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another fragment, segment that will not help you. if you look at the history of this country, from albert einstein to edison to john f. weekend to george w. bush, these guys took afternoon naps and actually helped them. i grew up taking afternoon naps and always hated it, when my mom made me do it but it worked because it shows, most of the studies, that your cognitive skills, memory and your efficiency boosts. if you look at the sleep cycle, two hours, go from short sleep to longer one and then, finally into deep sleep, the rem where you have the dreams, you don't want to take a 45-minute nap, you are really deep and if someone wakes you, you are groggy and it makes you more tired. >> jamie: the risk of the longer nap, worth warning people about. >> absolutely and recent studies show they are restorative at 45 minutes, of memory but as david said, if you have insomnia,
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don't replace that with a midday nap, even if it helps with memory function, they are for people with narcolepsy where they are fatigued or sleep apnea where you are really not getting proper sleep because of a medical diagnosis. then you want that nap. >> jamie: medically necessary. >> i see a lot in my practice, patients with sleep apnea, owe bessie patients that wake up at night because they are not breathing well and as a result, have slept hours and are extremely tired and make sure you get the sleep study and, there are some positive pressure points that will make you sleep better. >> jamie: a big topic for a lot of people. great advice. thanks. >> eric: put the nap in, though it isn't scheduled... >> jamie: i'll call and wake you later, eric. >> eric: men, losing your hair, part of aging. now there ways to manage the pattern of baldness, the doctors will break that down when we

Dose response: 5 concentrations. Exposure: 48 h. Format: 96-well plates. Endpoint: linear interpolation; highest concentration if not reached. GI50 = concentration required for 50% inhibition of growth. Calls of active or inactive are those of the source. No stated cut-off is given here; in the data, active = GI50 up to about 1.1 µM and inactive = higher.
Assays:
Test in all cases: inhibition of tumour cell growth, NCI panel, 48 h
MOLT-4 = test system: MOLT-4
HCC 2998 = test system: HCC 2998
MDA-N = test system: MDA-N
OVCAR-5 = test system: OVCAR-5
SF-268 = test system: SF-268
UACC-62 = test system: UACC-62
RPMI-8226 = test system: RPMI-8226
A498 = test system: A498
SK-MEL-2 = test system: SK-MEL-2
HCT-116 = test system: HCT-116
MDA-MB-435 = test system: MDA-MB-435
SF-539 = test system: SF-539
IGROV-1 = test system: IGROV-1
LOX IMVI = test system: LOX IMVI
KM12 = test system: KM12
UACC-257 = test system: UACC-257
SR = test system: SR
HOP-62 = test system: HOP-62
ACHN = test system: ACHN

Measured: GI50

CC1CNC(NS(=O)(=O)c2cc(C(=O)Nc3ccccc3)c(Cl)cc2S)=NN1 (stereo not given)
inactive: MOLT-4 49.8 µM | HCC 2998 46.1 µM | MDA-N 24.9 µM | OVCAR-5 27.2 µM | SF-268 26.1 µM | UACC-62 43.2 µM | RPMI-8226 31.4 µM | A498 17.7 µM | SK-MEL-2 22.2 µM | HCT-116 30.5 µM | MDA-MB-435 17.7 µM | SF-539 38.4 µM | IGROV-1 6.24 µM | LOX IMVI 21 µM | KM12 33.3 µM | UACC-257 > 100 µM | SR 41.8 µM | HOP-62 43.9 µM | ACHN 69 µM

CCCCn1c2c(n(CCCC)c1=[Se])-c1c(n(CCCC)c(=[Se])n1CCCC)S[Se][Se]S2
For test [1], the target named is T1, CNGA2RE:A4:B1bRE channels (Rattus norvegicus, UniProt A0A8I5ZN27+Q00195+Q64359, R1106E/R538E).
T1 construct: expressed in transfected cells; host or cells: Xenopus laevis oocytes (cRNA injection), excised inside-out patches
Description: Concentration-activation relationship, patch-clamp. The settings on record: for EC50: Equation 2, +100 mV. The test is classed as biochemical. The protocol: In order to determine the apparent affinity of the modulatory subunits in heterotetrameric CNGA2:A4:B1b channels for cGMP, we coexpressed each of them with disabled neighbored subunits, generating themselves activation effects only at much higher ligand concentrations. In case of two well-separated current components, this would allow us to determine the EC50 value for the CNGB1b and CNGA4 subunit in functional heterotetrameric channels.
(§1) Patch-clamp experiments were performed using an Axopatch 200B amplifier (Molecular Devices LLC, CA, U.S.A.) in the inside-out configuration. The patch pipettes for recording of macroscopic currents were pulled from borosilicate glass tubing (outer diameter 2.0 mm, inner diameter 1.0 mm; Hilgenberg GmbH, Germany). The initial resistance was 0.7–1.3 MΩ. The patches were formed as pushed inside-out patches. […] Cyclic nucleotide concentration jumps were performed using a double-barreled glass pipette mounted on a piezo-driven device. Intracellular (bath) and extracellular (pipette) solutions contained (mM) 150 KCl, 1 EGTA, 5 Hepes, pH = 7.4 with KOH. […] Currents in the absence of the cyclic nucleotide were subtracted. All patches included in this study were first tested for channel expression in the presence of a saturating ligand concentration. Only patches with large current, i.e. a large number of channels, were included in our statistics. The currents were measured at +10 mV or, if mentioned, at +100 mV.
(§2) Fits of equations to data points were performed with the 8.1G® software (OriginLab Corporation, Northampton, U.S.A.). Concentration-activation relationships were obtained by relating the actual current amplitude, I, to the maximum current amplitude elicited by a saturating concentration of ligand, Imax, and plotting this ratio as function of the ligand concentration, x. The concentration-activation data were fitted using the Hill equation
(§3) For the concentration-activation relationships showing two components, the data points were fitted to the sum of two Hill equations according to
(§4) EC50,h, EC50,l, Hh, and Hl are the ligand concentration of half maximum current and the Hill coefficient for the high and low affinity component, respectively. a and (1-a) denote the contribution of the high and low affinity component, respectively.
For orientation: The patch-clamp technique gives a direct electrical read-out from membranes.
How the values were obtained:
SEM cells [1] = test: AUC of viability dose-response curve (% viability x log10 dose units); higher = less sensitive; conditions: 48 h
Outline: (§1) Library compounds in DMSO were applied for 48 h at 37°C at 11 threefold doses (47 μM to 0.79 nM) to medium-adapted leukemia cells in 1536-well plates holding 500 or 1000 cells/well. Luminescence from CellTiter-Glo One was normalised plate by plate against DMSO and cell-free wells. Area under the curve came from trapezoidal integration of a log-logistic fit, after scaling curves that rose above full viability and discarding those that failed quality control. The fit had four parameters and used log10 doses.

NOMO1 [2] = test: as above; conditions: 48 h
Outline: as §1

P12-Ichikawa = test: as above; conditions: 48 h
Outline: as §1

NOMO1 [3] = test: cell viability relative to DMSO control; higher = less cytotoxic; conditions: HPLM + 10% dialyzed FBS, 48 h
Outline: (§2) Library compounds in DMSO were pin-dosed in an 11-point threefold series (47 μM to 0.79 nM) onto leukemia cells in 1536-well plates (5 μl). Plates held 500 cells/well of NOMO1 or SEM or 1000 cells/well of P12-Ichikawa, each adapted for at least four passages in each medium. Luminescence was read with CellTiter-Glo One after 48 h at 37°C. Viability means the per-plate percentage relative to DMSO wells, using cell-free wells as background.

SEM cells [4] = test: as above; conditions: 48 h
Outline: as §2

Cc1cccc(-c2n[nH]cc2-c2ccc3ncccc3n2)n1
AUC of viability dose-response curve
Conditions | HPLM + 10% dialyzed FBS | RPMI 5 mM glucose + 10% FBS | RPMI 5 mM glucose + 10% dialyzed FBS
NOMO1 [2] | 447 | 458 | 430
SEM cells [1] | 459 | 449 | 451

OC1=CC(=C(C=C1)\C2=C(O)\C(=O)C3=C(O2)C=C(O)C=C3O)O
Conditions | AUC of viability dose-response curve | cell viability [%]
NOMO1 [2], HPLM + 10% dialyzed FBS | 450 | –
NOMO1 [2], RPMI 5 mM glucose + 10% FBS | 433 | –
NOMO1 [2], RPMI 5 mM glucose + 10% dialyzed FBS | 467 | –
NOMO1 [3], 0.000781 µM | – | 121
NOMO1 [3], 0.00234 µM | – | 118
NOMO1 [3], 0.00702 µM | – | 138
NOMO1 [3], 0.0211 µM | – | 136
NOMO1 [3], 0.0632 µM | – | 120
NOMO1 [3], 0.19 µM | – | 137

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>> eric: back with dr. samadi and dr. siegel. hair loss for men may be inevitable, an inevitable part of life but there are new ways to potentially help men manage pattern baldness. dr. samadi, how do we do that and keep the nice head of hair you have. >> over 50 million men are affected by this and it really doesn't matter what you do, because a lot of genetics plays a big role in the, and, testosterone, is one of the things we talk about, is a big part of it and, dht, is the well-known factor that causes hair loss and the muscle mass and the growth of the prostate
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and a lot of treatment for hair loss is to bring down the level of dht, and, one of the topical ones is rogaine and we hear a lot about that, and it is a topical application of rogaine, where, it lowers the dht, near the follicle of the hair and you apply it twice a day, for a lifetime and the minute you stop losing it, you lose the hair and, the other therapy is, propicia, a smaller dose of what we use for an enlarged prostate and it is quite expensive and you use it once a day, and there are side effects to it, maybe sexual dysfunction occasionally, 2% or enlargement of men's breasts, and, for most part it works really well and look, most women think that having a bald head is sexy, no big deal but if